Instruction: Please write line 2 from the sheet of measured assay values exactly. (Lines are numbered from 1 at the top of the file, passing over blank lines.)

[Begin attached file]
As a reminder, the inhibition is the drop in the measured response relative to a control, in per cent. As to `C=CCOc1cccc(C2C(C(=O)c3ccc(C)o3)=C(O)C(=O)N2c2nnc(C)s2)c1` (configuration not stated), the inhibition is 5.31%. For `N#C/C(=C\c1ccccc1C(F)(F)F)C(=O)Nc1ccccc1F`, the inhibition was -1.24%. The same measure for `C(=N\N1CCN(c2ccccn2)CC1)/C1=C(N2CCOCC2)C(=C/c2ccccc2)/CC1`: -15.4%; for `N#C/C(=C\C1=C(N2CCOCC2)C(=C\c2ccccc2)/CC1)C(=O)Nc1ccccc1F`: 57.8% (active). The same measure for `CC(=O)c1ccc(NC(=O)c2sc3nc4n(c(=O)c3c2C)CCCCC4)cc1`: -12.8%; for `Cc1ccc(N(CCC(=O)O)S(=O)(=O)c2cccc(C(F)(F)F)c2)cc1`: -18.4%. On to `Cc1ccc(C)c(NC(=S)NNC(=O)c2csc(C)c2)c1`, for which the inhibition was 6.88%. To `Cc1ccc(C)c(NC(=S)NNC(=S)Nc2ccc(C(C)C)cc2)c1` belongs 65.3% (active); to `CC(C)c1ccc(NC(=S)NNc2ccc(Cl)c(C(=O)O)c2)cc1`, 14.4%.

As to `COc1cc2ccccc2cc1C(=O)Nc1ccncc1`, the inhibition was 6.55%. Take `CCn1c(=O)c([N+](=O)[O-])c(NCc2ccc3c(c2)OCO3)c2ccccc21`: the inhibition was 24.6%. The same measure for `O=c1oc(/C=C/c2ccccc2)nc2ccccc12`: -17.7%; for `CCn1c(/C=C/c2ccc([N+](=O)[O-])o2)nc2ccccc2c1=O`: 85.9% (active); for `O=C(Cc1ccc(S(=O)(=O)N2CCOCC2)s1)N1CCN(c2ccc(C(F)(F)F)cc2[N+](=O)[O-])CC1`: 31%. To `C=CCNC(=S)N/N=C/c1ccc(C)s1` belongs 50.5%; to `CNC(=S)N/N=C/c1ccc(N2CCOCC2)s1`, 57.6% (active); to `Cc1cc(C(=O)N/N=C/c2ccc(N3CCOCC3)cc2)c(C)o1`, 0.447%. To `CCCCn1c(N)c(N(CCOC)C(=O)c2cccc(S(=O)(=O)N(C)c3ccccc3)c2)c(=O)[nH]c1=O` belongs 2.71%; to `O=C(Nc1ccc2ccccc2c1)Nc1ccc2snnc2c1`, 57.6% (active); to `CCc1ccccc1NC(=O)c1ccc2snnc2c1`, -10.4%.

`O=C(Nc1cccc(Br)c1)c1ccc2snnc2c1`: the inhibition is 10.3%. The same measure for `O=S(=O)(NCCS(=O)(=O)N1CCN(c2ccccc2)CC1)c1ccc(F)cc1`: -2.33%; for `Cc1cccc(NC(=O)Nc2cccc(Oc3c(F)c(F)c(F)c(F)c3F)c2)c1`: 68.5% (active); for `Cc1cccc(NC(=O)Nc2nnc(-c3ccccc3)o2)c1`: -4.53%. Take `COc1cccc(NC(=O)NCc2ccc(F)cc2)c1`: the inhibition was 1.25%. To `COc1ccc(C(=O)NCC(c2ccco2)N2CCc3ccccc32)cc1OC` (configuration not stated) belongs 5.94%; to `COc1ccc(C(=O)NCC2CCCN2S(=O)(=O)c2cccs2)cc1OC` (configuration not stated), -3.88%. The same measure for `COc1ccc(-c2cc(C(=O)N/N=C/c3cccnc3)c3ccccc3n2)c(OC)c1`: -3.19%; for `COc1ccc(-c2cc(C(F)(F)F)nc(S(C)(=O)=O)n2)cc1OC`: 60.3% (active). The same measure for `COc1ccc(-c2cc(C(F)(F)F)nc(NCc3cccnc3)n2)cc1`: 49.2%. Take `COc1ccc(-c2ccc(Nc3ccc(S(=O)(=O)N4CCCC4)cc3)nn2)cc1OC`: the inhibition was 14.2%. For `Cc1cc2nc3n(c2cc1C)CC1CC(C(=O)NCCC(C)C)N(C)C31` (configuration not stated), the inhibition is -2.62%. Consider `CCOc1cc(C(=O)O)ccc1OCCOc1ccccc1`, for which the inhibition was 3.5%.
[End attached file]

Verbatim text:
As to `COc1cc2ccccc2cc1C(=O)Nc1ccncc1`, the inhibition was 6.55%. Take `CCn1c(=O)c([N+](=O)[O-])c(NCc2ccc3c(c2)OCO3)c2ccccc21`: the inhibition was 24.6%. The same measure for `O=c1oc(/C=C/c2ccccc2)nc2ccccc12`: -17.7%; for `CCn1c(/C=C/c2ccc([N+](=O)[O-])o2)nc2ccccc2c1=O`: 85.9% (active); for `O=C(Cc1ccc(S(=O)(=O)N2CCOCC2)s1)N1CCN(c2ccc(C(F)(F)F)cc2[N+](=O)[O-])CC1`: 31%. To `C=CCNC(=S)N/N=C/c1ccc(C)s1` belongs 50.5%; to `CNC(=S)N/N=C/c1ccc(N2CCOCC2)s1`, 57.6% (active); to `Cc1cc(C(=O)N/N=C/c2ccc(N3CCOCC3)cc2)c(C)o1`, 0.447%. To `CCCCn1c(N)c(N(CCOC)C(=O)c2cccc(S(=O)(=O)N(C)c3ccccc3)c2)c(=O)[nH]c1=O` belongs 2.71%; to `O=C(Nc1ccc2ccccc2c1)Nc1ccc2snnc2c1`, 57.6% (active); to `CCc1ccccc1NC(=O)c1ccc2snnc2c1`, -10.4%.